Wed, 11 Dec, 2019

Understanding the treasure that is water

Water Hunt, a treasure hunt happening around water bodies of Panaji aims to raise awareness about the need to protect and preserve fresh water sources of Goa

12th May 2019, 03:01 Hrs


Rising temperature and increasing demand for water has today led to pressing issues of water-shortage around the world, India and Goa included. A number of traditional freshwater sources in Goa are drying up or succumbing to pollution. Reports suggest that Talukas such as Sattari, Bicholim, Sanguem, Canacona are facing water shortages already. Even though most of Goan households are presently enabled with access to fresh unpolluted water, current water usage patterns suggest that we might be heading for water scarcity in the years to come. In this light, it is the need of the hour to protect and preserve our freshwater bodies.

In order to raise awareness about the need to preserve freshwater bodies, the independent group Think Panaji, in collaboration with NGO Goa ForGiving is organising an event titled Water Hunt. “This is basically a treasure hunt that will take place around the water bodies in Panaji,” informs Armando Gonsalves, a member of Think Panaji, and founder chairman of Goa ForGiving. “The whole idea behind Water Hunt is to create excitement among the youngsters and bring them closer to the water bodies around Panaji, and inspire them to take care of these freshwater sources.”

While elaborating on the issue, Gonsalves notes that these water bodies have been existing since a long time, hinting that earlier generations understood the importance of protecting water-sources. Then why did this knowledge not percolate to younger generations? The answer might lie in changing culture and priorities, says Gonsalves. “One reason might be the Internet culture and the tendency among young people to expect quick results. Apart from that, lifestyle has changed and cost of living has increased. People are struggling to earn money to put food on the table, and do not have time to look after such issues,” he states.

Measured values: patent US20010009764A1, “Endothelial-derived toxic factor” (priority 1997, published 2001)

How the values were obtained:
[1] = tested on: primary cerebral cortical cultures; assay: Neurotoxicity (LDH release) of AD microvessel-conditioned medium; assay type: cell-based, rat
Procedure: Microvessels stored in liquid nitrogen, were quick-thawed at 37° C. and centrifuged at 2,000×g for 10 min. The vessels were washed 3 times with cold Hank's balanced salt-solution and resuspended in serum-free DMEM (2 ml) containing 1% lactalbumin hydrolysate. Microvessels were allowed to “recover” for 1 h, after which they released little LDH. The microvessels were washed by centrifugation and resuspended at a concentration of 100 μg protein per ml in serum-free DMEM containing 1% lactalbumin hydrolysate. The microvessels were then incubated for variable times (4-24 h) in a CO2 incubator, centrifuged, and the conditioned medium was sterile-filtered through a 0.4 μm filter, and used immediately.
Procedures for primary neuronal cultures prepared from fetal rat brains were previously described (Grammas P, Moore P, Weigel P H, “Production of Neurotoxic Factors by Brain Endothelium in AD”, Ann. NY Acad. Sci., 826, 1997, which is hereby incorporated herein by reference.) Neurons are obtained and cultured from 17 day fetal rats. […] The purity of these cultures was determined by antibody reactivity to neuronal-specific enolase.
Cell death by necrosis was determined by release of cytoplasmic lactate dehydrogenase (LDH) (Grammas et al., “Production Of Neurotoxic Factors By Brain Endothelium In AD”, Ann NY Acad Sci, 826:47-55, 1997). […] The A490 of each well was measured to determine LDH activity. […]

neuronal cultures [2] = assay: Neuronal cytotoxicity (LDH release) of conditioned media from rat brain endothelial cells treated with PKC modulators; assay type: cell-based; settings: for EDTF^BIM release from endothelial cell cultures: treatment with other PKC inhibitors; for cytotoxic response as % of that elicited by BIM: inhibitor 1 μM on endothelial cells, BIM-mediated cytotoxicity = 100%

Gonsalves is confident that putting efforts at the ground level will help spread awareness about the issue. However, while one does reach out to Goans, how can the issue of tourists tempering with Goa’s water bodies be tackled? “That too depends on the will of the Goans,” says Gonsalves. “In this case, there need to be effective punitive measures in place, and the intent to keep Goa clean should be clear. Here, the government needs to improve its own performance. What individuals and NGOs do is all very fine, but the government too has to hold its end of the deal.”

There is no doubt that a number of individuals as well as organisations are making efforts to combat pollution of the State’s resources at all levels, but owing to variou factors such as negligence on part of Goan people or tourists, the work does not often last. Ensuring that good work lasts long entails building civic sense into our culture, avers Gonsalves while speaking on durability of social work. “Our society has an element of false pride. From organisations to individuals, everyone has this sense of false pride. But such matters need to be handled with humility. The real change has to come from the ground, and it will happen not in a day or two, but over a period of time,” says the environmentalist.

All things said and done, water conservation is an important issue with social, economic, as well as environmental bearings. How far will a fun event such as a treasure hunt go in underlining the seriousness of the problem? “The purpose of Water Hunt is to raise awareness among the people. When it comes to bringing change to the society, one cannot bring it alone and instantly. It takes time, and secondly, one has to hope that change will come. Through this event, we are hoping to ignite a sense of excitement and passion among people for the cause of water,” says Gonsalves.

The clues for water hunt have been arranged by historian Sanjeev Sardesai. The event is divided into two categories: two wheelers and four wheelers, and is open for anyone aged 18 and above. Entry fee is Rs 100.

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